‘There is a possibility that this is a terrible miscarriage of justice’

After Lucy Letby was found guilty of seven counts of murder and seven attempted murder, questions have been raised about the evidence used to convict the former nurse.

The Telegraph on Tuesday examined concerns raised by the arguments used to convict Letby.

Telegraph readers responded with their views on the guilty verdict.

‘Mrs Letby is disappointed on all fronts’

Some readers believe that the evidence used to convict Letby was unreliable.

For example, Stephanie Findlay said: “There seems to be a problem with experts giving probabilities. A juror has to be convinced beyond a reasonable doubt, but if an expert says the probability is one in 73 million, the juror is virtually obliged to accept the expertise.

“You could argue, however, that it is statistically unlikely that someone would win the lottery. So maybe these probabilities should be compared to other unlikely events, like being hit by a bus or being killed in a train crash, so that the jurors understand that even if the chance is minuscule, it can happen.”

The reader concluded: “If Lucy is innocent, I hope she gets justice very soon.”

David James also thought The Telegraph’s investigation “will hopefully mark a step towards a review of the case and a conviction”.

He continued: “It appears that Ms Letby has been completely let down by the prosecution, the defence lawyers and the professional judges.”

Some readers were particularly concerned about the statistical evidence used against Letby.

Retired analyst Cassandra Blackley was “delighted that the DT published this piece”. Ms Blackley has “repeatedly raised serious concerns about the use of shift pattern evidence in the conviction of Letby, and echoed the warnings of the Royal Statistical Society (RSS) about its validity, often to howls of disapproval from other commentators. This piece is first-rate investigative journalism”.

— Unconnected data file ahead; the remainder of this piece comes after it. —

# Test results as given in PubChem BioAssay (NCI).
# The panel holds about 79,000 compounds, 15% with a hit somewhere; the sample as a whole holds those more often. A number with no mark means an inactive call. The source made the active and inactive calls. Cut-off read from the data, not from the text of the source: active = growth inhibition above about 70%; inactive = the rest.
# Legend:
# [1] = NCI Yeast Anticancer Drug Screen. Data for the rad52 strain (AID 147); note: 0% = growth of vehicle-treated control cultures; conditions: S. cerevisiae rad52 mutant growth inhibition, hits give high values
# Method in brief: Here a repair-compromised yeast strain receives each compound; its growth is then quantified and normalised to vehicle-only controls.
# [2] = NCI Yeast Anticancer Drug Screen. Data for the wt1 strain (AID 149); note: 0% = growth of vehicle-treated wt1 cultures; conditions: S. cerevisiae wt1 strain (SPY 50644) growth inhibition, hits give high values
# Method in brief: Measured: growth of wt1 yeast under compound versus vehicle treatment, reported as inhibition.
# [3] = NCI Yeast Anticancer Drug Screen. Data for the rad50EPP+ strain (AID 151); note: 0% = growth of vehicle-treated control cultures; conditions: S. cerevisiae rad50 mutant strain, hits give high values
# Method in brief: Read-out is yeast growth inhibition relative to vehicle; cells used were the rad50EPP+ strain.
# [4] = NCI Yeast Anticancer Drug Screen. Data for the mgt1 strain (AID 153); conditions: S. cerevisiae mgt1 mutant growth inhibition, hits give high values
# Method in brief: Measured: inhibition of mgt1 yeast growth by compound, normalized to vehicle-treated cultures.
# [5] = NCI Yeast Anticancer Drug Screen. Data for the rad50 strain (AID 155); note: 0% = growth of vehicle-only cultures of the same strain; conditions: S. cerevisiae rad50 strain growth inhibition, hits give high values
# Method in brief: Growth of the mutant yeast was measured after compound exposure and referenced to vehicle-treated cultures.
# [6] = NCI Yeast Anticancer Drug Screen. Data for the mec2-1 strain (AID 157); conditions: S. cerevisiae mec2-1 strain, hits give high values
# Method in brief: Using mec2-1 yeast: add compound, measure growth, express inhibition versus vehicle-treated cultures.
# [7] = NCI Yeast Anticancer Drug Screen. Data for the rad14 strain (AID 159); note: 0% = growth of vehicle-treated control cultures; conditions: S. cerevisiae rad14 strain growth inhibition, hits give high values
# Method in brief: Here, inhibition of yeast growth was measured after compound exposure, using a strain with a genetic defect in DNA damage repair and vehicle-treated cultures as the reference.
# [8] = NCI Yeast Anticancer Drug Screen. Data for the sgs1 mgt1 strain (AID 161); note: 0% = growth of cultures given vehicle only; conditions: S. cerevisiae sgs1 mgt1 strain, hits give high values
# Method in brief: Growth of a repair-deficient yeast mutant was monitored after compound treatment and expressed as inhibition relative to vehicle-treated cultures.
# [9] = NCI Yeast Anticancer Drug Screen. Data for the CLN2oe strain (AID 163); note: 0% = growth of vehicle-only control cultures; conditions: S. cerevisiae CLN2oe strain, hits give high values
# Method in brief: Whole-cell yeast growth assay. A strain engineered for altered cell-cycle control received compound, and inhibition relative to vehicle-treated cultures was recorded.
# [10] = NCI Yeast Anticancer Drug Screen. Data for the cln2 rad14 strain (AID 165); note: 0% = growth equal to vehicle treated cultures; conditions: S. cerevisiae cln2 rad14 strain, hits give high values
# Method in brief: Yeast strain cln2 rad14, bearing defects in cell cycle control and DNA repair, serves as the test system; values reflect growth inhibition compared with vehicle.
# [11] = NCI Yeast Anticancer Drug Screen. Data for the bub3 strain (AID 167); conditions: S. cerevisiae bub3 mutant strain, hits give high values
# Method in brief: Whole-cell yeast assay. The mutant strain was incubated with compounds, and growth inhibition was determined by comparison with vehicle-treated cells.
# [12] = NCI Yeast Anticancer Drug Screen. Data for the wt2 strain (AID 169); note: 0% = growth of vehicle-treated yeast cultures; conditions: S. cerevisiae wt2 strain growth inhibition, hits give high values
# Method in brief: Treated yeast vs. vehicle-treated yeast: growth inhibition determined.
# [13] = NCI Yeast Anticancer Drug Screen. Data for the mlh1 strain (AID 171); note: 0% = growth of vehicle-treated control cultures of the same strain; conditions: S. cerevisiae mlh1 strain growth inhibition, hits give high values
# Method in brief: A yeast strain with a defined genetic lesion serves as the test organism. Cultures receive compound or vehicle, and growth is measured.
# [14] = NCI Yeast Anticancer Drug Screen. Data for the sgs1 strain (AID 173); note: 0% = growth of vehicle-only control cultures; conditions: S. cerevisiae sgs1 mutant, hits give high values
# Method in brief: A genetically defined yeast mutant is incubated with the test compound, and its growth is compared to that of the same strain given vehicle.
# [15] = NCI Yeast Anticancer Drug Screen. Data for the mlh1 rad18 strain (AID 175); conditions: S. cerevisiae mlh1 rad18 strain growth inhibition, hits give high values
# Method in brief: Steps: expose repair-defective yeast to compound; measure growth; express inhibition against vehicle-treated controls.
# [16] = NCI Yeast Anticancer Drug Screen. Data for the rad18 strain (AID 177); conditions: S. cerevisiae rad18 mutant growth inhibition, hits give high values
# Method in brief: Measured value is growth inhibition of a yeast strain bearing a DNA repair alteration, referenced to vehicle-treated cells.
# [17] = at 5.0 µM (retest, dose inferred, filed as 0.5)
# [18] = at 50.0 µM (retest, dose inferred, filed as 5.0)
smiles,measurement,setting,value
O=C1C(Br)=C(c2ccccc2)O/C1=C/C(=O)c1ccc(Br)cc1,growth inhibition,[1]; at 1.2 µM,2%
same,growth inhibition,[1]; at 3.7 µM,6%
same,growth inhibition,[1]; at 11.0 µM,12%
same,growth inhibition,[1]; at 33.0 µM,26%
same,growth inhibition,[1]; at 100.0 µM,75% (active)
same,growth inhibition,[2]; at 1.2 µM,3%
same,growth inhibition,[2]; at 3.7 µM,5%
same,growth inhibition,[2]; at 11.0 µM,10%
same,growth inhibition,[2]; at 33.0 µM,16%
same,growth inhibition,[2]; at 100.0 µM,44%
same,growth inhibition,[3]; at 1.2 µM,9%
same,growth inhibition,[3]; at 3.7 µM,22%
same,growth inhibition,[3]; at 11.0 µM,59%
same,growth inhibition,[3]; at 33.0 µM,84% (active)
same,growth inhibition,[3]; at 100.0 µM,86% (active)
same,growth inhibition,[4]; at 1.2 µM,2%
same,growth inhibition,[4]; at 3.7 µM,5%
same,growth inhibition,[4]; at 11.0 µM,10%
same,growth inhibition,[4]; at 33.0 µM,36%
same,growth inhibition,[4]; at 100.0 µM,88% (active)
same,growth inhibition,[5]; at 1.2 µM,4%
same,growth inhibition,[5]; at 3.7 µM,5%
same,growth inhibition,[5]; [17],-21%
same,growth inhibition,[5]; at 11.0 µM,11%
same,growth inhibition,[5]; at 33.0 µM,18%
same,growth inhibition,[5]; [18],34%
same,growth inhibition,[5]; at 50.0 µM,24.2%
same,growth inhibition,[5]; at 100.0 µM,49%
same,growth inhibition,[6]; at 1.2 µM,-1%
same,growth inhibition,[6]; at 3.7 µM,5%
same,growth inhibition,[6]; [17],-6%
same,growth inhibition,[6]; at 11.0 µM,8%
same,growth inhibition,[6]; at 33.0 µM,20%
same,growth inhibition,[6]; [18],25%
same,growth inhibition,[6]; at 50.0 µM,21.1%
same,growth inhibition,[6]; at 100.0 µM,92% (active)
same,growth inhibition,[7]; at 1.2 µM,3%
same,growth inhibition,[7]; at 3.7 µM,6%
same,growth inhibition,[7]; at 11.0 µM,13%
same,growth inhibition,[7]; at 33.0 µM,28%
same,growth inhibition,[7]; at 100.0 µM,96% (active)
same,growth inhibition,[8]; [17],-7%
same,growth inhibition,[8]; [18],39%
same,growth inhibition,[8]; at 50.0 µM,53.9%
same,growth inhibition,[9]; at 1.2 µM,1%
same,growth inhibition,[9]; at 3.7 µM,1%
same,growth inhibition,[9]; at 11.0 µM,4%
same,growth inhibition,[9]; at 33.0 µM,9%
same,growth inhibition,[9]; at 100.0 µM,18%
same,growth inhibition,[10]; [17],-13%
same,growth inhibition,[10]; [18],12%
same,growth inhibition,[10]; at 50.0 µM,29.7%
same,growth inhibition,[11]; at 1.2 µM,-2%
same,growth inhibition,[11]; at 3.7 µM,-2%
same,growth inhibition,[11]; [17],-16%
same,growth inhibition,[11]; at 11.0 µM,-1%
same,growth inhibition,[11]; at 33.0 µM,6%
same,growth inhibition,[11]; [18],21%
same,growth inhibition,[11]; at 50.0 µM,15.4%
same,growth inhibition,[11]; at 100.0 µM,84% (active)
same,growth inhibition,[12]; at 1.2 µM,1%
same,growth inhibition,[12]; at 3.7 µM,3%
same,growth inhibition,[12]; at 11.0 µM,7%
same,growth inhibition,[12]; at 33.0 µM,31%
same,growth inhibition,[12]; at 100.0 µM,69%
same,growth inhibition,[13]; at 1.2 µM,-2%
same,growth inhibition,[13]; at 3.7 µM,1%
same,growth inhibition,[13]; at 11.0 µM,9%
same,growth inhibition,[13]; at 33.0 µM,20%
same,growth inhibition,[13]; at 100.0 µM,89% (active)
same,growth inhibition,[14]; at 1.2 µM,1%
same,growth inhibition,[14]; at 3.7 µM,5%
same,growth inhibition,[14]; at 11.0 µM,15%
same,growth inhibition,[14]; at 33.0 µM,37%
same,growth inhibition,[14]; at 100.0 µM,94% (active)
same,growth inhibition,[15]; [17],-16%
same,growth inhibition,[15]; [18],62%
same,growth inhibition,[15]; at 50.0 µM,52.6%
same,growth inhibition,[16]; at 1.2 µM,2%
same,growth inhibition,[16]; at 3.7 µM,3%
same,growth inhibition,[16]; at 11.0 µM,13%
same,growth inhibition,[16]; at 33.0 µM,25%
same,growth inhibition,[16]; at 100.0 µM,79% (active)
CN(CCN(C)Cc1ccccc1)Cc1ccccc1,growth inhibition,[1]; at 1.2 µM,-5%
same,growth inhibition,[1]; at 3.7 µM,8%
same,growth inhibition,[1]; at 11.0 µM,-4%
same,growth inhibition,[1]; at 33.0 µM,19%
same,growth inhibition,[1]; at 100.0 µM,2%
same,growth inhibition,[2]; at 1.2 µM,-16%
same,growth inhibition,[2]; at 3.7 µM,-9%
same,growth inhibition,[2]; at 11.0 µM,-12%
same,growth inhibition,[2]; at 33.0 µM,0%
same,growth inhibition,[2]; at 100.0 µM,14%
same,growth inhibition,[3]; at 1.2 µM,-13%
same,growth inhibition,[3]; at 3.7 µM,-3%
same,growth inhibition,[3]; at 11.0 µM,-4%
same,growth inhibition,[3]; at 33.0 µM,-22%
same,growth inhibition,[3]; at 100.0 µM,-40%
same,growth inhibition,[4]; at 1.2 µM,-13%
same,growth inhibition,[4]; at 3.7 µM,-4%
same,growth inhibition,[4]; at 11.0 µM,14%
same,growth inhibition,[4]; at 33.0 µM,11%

Also, “I’ve always felt a little uncomfortable about this case,” began an anonymous reader. They shared that their wife worked at the same hospital until recently, and while she didn’t work directly with Letby, they knew that some staff members who worked with the former nurse still disputed her innocence.

“Secondly, the statistical evidence just seems a little bit inconclusive. I still think she probably did it, but maybe there’s a 10-20 percent chance that this is a terrible miscarriage of justice,” the reader said.

Richard Martin also pointed out “the statistical problems” which he claims were “absolutely obvious at the time of the original trial and sentencing, and which several people have pointed out.”

“I can’t really understand why Letby was not given permission to appeal,” they said.

‘I couldn’t find any convincing evidence’

Meanwhile, T. Platt, who also feels “uncomfortable” with the guilty verdict, shared his experience as a lawyer: “I could find no evidence that was compelling, and far too much that could be shown to be unreliable.

“That doesn’t mean I don’t think she did it, but more that I can’t see how they can convict her based on what they did.”

One reader suggested that there were problems with a process that treated jurors as “fellow citizens” rather than as “equals.”

Brian Harrington said: “It is highly likely that none of the jurors were ‘colleagues’ of Mrs Letby, ie with equivalent training, qualifications and experience in neonatal medicine. Being ‘fellow citizens’ of Mrs Letby in no way makes them qualified to make decisions in this highly specialised field of medicine, and furthermore raises the issue (as pointed out in the Telegraph analysis) of sophisticated, advanced statistics.